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A woman walks on the North Cass Street Bridge over the Boardman River in Traverse City on Monday.

GLEN ARBOR — Glen Lake Community Schools felt the blow of an early snowstorm that just kept blanketing Leelanau County, and which weather forecasters expected to hit even more of northwest Michigan.

The district canceled all after-school activities Monday, including its board of education meeting. Superintendent Jon Hoover said the call was made shortly after noon.

“We’ve been getting just crazy snow out here the whole day,” he said. “Everything is canceled out here.”

The National Weather Service issued winter storm warnings for Benzie, Grand Traverse and Leelanau counties until 6 p.m. Tuesday. Heavy snow showers were expected to hit Benzie and Leelanau counties Monday evening, then shift into Grand Traverse County overnight.

Those showers could drop another 6-10 inches of snow through Tuesday, potentially making for poor visibility and hazardous driving conditions Monday evening and Tuesday morning, according to the NWS.

More snow could leave parts of the region piled even deeper. Andy Sullivan, a NWS meteorologist in Gaylord, said there was a reported 15 inches of snow in Burdickville, a locale on Glen Lake’s southeast shore.

“It’s a lot of snow for this early, no doubt about it,” he said.

Records from around the county show the most snow on Nov. 11 was eight inches in Maple City in 1979, and seven in Northport in 1997, Sullivan said — he didn’t have current snowfall totals for those two spots yet but expected to have them Tuesday.

All the snow has kept Leelanau County Road Commission plow drivers busy, said Justin Kelenske, road commission managing director. They’ve already been out five times, and planned to start plowing for the night shift for the first time this season, he said.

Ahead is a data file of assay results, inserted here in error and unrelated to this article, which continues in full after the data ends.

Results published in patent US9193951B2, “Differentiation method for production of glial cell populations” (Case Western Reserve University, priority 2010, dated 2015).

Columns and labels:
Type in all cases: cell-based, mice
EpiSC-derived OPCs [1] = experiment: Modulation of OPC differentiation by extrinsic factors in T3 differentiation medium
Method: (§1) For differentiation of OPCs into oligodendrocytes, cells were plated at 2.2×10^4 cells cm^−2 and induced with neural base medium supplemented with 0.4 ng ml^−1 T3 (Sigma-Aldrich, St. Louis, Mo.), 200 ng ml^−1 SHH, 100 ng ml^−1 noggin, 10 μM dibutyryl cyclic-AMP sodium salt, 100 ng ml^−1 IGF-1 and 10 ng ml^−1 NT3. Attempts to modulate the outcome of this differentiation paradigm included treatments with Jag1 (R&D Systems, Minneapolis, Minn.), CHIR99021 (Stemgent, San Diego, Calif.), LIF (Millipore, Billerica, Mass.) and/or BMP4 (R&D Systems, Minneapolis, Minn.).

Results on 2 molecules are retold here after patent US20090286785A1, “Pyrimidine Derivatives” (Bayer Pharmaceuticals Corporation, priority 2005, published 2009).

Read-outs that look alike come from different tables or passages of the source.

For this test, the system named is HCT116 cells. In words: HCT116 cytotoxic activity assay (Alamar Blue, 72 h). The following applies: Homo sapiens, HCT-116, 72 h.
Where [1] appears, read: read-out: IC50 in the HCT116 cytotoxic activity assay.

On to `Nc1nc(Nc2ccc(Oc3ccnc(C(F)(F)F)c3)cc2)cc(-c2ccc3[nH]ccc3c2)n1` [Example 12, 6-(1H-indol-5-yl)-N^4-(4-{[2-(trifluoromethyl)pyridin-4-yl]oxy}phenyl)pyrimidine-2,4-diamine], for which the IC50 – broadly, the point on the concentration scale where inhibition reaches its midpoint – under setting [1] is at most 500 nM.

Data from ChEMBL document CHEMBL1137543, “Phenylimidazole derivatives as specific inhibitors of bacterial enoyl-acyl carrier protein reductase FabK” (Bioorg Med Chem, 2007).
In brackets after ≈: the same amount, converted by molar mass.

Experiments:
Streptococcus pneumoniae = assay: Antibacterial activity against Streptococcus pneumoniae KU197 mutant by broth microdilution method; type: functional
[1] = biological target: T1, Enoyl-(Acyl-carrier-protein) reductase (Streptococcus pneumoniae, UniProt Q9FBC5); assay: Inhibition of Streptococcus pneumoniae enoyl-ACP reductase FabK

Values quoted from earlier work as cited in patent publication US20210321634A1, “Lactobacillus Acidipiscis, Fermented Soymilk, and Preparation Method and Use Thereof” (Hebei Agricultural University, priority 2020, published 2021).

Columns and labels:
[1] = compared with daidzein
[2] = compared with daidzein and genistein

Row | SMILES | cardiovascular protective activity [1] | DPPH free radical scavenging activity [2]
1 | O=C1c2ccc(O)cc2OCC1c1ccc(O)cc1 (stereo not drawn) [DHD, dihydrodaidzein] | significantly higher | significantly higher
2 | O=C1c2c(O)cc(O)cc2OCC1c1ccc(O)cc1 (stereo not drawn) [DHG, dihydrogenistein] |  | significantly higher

“It looks like Mother Nature has come in full force,” he said.

Full force, and early enough that Leelanau County Road Commission hasn’t brought on its seasonal help yet, Kelenske said. They usually don’t start until Dec. 1, so the department’s foreman and superintendent are filling in to help clear roads.

A low pressure system passing by to the south drew in Arctic air, bringing a dumping of lake-effect snow on northwest Michigan and a lighter snowstorm to stretch across the entire Lower Peninsula, Sullivan said.

“The cold air is key,” he said. “The Arctic air coming down through Canada really is what’s causing a lot of this that we’re seeing today.”

That same cold air pushed temperatures down 20 degrees below normal, Sullivan said — thermometers in Traverse City showed 27 degrees compared to average highs in the mid-40s.

The Arctic air won’t stick around, Sullivan said. High temperatures should be back to normal by week’s end.

Forecasts show high temperatures will rise above freezing starting Thursday, when they’re predicted to reach 34 degrees. They’re expected to be up to 40 degrees by Monday.

For now, drivers need to be patient and give themselves more time to get from point A to point B, Kelenske said.

“When it starts this heavy and the snow falls this fast, it definitely catches the motoring public,” he said. “They have to retrain themselves again, no doubt.”

Record-Eagle reporter Brendan Quealy contributed to this article.

Editor's note: This article has been updated to correct a reporter's error about Glen Lake Community Schools administrators' cancellation decision. Students completed the school day and after-school activities were canceled. The article also has been updated to credit Brendan Quealy for contributing. Nov. 12, 2019

 

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